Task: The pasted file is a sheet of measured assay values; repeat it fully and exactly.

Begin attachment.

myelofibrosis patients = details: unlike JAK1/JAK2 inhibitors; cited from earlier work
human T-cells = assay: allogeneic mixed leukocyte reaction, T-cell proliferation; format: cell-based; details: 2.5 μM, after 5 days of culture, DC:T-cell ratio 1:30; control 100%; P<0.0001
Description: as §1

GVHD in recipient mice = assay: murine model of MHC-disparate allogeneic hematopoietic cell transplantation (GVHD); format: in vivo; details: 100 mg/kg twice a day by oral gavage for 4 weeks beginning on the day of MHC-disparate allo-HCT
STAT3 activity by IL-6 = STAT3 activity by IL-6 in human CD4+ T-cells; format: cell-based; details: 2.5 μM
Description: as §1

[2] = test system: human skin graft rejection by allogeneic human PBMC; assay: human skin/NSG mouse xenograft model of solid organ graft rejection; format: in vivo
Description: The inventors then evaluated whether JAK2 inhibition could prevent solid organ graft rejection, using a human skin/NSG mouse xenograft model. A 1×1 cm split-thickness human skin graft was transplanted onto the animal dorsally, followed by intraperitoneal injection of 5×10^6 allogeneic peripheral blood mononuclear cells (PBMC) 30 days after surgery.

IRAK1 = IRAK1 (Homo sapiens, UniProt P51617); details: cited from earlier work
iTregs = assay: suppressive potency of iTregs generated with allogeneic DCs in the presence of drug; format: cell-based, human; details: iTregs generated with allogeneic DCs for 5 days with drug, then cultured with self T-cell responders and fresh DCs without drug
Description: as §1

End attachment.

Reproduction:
myelofibrosis patients = details: unlike JAK1/JAK2 inhibitors; cited from earlier work
human T-cells = assay: allogeneic mixed leukocyte reaction, T-cell proliferation; format: cell-based; details: 2.5 μM, after 5 days of culture, DC:T-cell ratio 1:30; control 100%; P<0.0001
Description: as §1

GVHD in recipient mice = assay: murine model of MHC-disparate allogeneic hematopoietic cell transplantation (GVHD); format: in vivo; details: 100 mg/kg twice a day by oral gavage for 4 weeks beginning on the day of MHC-disparate allo-HCT
STAT3 activity by IL-6 = STAT3 activity by IL-6 in human CD4+ T-cells; format: cell-based; details: 2.5 μM
Description: as §1

[2] = test system: human skin graft rejection by allogeneic human PBMC; assay: human skin/NSG mouse xenograft model of solid organ graft rejection; format: in vivo
Description: The inventors then evaluated whether JAK2 inhibition could prevent solid organ graft rejection, using a human skin/NSG mouse xenograft model. A 1×1 cm split-thickness human skin graft was transplanted onto the animal dorsally, followed by intraperitoneal injection of 5×10^6 allogeneic peripheral blood mononuclear cells (PBMC) 30 days after surgery.

IRAK1 = IRAK1 (Homo sapiens, UniProt P51617); details: cited from earlier work
iTregs = assay: suppressive potency of iTregs generated with allogeneic DCs in the presence of drug; format: cell-based, human; details: iTregs generated with allogeneic DCs for 5 days with drug, then cultured with self T-cell responders and fresh DCs without drug
Description: as §1